Gardening with a
Take note, fellow citizens, May 12 is Manitoba Day – let’s all celebrate, with pride and joy, our 147th birthday
wo dates to mark on your calendar: May 12, the day proclaimed as Manitoba Day in per- petuity in this province; and May 6, the day set for Manitoba’s biggest celebration of Manitoba Day this year – on the prior Saturday when Manito- bans customarily have time to celebrate. Last year, more than 10,000 of us turned out at the Manitoba Museum, the co-ordinator of Mani- toba Day activities – its main public event – and broke its historic attendance record. The hopes are the numbers will be even bigger in 2017. Around the province, a broad range of organizations and many municipalities will have their own celebra- tions.
May 12 has a multi-layered meaning in Mani- toba’s history. The Manitoba Act, a creation of the British parliament, received Royal Assent on May 12, 1870. Our official flag was raised May 12, 1966. In 1966, May 12 was named as Manitoba Day in perpetuity, in recognition of the importance of that date for the province.
In the province’s legislature on that date, Premier Howard Pawley told assembly members the date “provides a special opportunity for recognizing and paying tribute to artistic and ethnocultural commu- nities which enhance the quality of life in Manito- ba.” It is in the public interest, he said, that “special attention be given on this day to Manitoba’s history
Adjusting to marriage
Can a help button transform the lifestyles of the elderly?
and development, to the achievements of her citi- zens in the visual, literary and performing arts, and to their outstanding contribution to our province.” It has been noted that even in more modern times, many Manitobans have yet to hear about Manitoba Day. It is notable, too, that the anni- versary date was celebrated long before It became a permanent feature on provincial calendars; pre- miers were issuing Manitoba Day proclamations urging citizens here to mark the day; a handful of communities were staging festivities. As far back as Montreal’s Expo 67, a local delegation was on hand in the east – on Sept. 2 – to promote the Manitoba Day.
So show up May 6 at some great party place, en-
joy and learn and remember March 12 – Manitoba Day – in perpetuity.
Need balance in your life? Give yoga a try!
As a medicine, yoga has something for everyone: from the overly stressed to the incontinent, or a person suffering from fibromyalgia or a torn ligament. But choose your instructor carefully.
Janet Cranston T
here is much research to support the claim that Exercise is Medicine, and that concept comes as no surprise to those who practice yoga.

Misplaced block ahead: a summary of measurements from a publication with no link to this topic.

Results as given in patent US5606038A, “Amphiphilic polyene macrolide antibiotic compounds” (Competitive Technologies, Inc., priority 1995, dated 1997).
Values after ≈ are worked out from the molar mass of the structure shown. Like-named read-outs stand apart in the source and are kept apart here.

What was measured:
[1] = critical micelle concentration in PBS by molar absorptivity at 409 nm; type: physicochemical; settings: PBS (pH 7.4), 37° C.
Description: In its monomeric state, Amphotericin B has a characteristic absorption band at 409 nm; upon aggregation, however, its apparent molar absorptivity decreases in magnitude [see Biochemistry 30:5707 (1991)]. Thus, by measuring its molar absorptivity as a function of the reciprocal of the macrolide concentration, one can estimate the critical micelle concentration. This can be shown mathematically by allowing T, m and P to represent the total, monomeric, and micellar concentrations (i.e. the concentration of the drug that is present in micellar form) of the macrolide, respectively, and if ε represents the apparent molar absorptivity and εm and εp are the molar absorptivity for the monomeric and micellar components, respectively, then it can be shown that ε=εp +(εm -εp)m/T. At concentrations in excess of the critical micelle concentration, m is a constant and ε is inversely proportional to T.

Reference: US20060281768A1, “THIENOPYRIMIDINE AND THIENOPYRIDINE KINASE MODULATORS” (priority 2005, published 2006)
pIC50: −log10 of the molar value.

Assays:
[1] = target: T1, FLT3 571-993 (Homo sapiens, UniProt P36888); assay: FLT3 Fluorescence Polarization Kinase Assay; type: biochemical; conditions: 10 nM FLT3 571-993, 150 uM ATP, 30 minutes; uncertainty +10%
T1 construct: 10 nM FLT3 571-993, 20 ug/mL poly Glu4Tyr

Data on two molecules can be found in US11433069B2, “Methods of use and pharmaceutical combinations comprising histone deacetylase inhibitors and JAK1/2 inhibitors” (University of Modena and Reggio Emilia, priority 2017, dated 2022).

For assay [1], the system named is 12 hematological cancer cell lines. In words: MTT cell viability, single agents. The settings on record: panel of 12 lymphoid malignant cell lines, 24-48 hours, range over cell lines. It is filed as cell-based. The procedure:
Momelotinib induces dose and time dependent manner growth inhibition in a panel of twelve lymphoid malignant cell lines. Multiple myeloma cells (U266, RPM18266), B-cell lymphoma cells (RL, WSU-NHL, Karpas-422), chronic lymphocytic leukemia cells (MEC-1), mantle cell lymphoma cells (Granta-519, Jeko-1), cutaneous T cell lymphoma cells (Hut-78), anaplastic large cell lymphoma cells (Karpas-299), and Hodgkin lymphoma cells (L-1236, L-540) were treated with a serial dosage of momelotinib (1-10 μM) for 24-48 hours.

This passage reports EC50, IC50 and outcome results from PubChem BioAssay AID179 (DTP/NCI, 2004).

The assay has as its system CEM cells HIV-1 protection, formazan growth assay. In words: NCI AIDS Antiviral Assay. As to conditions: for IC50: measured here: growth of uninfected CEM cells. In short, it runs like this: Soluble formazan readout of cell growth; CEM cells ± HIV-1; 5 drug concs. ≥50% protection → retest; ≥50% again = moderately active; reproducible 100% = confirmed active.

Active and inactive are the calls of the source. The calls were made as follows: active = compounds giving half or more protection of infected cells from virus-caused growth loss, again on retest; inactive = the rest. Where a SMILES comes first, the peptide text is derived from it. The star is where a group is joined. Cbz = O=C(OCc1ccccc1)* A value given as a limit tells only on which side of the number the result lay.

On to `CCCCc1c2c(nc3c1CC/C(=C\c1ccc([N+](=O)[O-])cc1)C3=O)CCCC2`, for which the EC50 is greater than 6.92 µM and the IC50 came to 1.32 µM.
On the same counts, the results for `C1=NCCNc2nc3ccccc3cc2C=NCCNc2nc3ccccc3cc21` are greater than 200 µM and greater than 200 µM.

Yoga is unique in that it combines the men- tal, physical and emotional elements to help people find the balance that they are looking for. Often the people who are drawn to yoga are interested in slowing down or their bod- ies have let them know that they need to slow down.
For those who think that you need to be u 4 'Yoga'
Enjoying stroll in the park. Photo by David Jakle. Krystal Simpson
e’ve come a long way, baby! In the last 50 years, healthcare professionals and researchers alike have shifted their focus to preventative medicine, rather than just disease and illness. The concept of aging well is finally part of our collective consciousness as the average person spends more years in retirement than ever before. Renowned Harvard research psychia- trist and adult development expert, Dr. George Vaillant, really said it best, “Aging happy and well, instead of sad and sick, is at least under some personal control. A suc- cessful old age may lie not so much in our stars and genes as in ourselves.”
Dr. Vaillant can speak with authority on the subject, having published the longest study ever completed on human development and aging (The Grant Study). The study followed 268 men for 60 years, focusing on their relationships and emotional and physical health indica- tors, along with lifestyle habits.
A good yoga instructor will be able to guide you to the best type of yoga to meet your needs. Photo by Jenia Nebolsina.
What were the compelling conclusions? Six factors measured by age 50 predicted who would be living hap- py and well at age 80: a stable relationship, a mature adaptive lifestyle, regular exercise, no smoking, little use of alcohol and maintaining a normal weight. Some other noteworthy findings – men who were socially isolated
u 4 'Lifeline'
See page 10
Lay on the ham!
Home delivery available* Install services available*
BE READY–WE MAY CARD YOU FIRST TUESDAY OF EVERY MONTH
Express checkout for seniors Complimentary refreshments White glove shopping assistance* *See store for details
775 Panet Rd • 204.663.7389 visit Rona.ca
10% OFF FOR CUSTOMERS 55+
| Page 2
| Page 3
| Page 4
| Page 5
| Page 6
| Page 7
| Page 8
| Page 9
| Page 10
| Page 11
| Page 12
| Page 13
| Page 14
| Page 15
| Page 16